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Bio: Lizz Thabet is a multimedia artist originally from Raleigh, North Carolina. In 2010, she moved to New York to pursue her BFA at Rochester Institute of Technology, where she studied photography and visual culture. Lizz’s work addresses the intersection between language, experience, and images. Incorporating ideas from trauma studies, cyborg theory, and visual culture, her work is often driven by questions and a desire to make accessible what has felt inaccessible to her own understanding. Lizz has been involved with Afterimage: The Journal of Media Arts & Cultural Criticism, Visual Studies Workshop, IMG/ROC, and Women’s Studio Workshop.

How did you come to the idea of your current body of work, The Character?

The Character began halfway through my time at RIT as my ideas about my art-making practice were shifting. During that time, I started seeking out writings and theory on photography, because I felt like an essential part of making pictures was getting to know the medium in a thoughtful, critical way. I started reading Roland Barthes, Susan Sontag, John Berger, and Walter Benjamin, who situated the practice of photography not only in a social and political space, but also in an ontological one.


As energizing as these ideas were, they complicated my notion of Photography proper, and they challenged what I thought Photography could do. Whereas previously I had been using photography as a tool to navigate personal experiences, now I stopped making photographs almost entirely. Instead I found myself trying to have a dialog with “Photography”––or rather, my idea of Photography––directly. And this is how the Character was born.




How did your program at RIT affect your work?

Through the Fine Art Photo program, I was really fortunate to be able to adapt the coursework to my interests, taking a few graduate level courses in visual culture and also combining a multidisciplinary mix of subjects. The “thinking” classes stimulated my making, and vice versa. I also benefited from being around my friends & peers in the program, who were immersed in their work, pushing it and themselves to new levels, which encouraged me to do the same. Even though I stopped making pictures then, the ideas of the medium were still a crucial part of my practice.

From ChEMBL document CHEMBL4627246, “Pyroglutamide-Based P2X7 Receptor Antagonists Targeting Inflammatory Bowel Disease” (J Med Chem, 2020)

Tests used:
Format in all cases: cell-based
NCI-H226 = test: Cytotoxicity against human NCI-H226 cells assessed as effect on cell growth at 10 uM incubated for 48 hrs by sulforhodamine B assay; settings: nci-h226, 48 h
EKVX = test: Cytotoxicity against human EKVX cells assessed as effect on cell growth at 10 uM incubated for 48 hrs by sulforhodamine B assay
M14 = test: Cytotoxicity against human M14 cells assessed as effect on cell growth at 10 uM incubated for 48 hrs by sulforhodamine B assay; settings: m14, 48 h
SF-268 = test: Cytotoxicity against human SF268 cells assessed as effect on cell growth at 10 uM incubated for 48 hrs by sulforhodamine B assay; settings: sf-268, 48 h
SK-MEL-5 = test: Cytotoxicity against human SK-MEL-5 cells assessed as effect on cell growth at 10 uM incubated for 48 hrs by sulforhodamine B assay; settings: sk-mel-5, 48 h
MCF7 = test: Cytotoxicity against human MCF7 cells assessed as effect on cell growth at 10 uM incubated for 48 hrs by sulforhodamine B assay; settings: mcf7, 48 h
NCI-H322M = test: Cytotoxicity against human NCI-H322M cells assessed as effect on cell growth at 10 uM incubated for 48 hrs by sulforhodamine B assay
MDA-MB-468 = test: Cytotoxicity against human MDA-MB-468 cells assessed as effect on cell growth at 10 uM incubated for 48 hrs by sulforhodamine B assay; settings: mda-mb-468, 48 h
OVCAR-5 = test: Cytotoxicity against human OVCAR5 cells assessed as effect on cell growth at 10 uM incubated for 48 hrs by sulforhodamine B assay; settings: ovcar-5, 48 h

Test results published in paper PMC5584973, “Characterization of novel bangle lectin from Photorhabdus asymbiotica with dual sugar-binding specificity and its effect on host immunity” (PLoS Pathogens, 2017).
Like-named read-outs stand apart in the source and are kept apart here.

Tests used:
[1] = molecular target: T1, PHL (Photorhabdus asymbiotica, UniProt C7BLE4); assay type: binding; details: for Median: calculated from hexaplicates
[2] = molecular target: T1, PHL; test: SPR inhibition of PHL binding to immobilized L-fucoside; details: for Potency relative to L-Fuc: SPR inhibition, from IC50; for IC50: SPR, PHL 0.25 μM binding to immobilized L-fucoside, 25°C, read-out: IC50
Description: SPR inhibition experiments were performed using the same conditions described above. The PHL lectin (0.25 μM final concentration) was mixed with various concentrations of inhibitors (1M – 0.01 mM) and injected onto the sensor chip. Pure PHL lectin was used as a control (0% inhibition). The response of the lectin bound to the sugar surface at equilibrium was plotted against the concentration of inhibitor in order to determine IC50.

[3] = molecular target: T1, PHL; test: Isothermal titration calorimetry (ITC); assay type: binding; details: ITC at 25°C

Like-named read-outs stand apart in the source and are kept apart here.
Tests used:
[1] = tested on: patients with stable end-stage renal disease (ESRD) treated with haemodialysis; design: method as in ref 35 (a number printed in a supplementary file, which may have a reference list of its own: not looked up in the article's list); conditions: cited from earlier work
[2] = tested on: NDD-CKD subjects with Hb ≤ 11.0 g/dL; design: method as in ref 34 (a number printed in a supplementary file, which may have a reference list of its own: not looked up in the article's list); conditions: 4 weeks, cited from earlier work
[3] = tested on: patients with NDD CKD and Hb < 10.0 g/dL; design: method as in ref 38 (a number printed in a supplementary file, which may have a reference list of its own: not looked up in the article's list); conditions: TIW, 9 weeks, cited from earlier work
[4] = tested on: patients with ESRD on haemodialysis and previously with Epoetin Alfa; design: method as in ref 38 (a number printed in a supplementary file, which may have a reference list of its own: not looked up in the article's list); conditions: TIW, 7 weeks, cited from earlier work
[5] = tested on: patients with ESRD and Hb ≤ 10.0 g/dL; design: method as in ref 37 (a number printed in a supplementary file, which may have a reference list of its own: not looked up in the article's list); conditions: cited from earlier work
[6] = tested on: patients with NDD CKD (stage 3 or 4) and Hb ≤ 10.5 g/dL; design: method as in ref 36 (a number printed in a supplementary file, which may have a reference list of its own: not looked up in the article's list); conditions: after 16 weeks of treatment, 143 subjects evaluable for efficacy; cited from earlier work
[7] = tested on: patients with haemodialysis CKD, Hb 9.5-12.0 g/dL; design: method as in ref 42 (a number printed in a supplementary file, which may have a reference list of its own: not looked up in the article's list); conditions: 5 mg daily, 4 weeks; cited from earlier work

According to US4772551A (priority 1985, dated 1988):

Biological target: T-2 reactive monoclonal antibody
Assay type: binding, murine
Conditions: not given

Do you have a memorable experience with any RIT photo faculty that has had a lasting impact on you and your outlook on photography?

I remember sitting in Jessica Lieberman’s class on Traumatic Images the first day of my sophomore year. We deconstructed the notion of trauma and drew a parallel between it and photographic images. It completely blew my mind, and I remember thinking, Shit, this is everything I’ve ever wanted from my education. I came away from many of Jessica’s classes the same way—energized and full of questions. That first course exposed me to thinking about Photography as a proper noun, and it’s where my interest in the field of visual culture began.

In my core photography courses, I was fortunate to have professors like Oscar Palacio, Kirby Pilcher, Meredith Davenport, and Greg Halpern, to name a few, who were patient with me as I was questioning and struggling to articulate my ideas. They kept encouraging me to push my own work.



Where are you working now?  What impacts has it had for you as a working artist?

I’m currently working for Women’s Studio Workshop, an arts organization located in the Hudson Valley that supports women artists through residencies and grants. It’s been around for forty years, run by four strong, amazing women, and is known internationally for its artists’ books. I interview and write about the resident artists for WSW’s blog, as well as manage other aspects of its digital content.

So far, it’s been a pretty amazing and challenging experience. I’m exposed to a variety of artists and their practices, which is expanding my vocabulary about art, and giving me access to a rich artistic community. As every fresh graduate is feeling right now: it’s scary and exciting to see where your work is going to go in the next few years. The challenge (my challenge) is to not think about, just do it.


What’s exciting to you about what is happening in current photography? Are there any new books or projects you have been looking at lately?

I hate to admit that I don’t have much of a sense of what “contemporary photography” is or where it might be located. (I spent a lot of time, and sometimes still do, trying to avoid it, haha.) Two photography staples on my bookshelf include: Riley and His Story, Me and My Outrage, You and Us by Monica Haller and The Photograph Commands Indifference by Nicholas Muellner. Much of what I’ve been reading and looking at has revolved around picture theory, cyborg studies, and post-internet art. I’ve also been really captivated by Pia Lindman’s work lately.


Do you have any advice for current students?

Follow your intuition, and do your work. Take it to the next level.


You can find more of Lizz’s work at